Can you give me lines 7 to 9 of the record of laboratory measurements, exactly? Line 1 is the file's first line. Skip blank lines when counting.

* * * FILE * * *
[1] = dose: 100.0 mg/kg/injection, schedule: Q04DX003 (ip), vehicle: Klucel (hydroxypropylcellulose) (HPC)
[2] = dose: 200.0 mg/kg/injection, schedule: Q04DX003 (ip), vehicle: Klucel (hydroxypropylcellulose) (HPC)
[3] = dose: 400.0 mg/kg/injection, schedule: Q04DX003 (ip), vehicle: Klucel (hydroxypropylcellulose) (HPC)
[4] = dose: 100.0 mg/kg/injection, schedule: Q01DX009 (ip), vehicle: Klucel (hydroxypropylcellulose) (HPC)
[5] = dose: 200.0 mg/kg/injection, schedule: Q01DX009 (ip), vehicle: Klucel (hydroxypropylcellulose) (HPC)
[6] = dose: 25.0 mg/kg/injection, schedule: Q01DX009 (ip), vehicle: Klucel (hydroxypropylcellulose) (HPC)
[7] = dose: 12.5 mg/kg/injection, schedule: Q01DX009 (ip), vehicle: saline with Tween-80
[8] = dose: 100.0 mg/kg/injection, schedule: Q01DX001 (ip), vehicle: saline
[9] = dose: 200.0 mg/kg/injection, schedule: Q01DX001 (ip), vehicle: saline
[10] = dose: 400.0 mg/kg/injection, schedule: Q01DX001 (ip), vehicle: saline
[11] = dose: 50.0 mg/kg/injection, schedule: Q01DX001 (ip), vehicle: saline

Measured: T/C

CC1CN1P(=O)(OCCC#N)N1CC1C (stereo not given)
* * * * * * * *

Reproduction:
[7] = dose: 12.5 mg/kg/injection, schedule: Q01DX009 (ip), vehicle: saline with Tween-80
[8] = dose: 100.0 mg/kg/injection, schedule: Q01DX001 (ip), vehicle: saline
[9] = dose: 200.0 mg/kg/injection, schedule: Q01DX001 (ip), vehicle: saline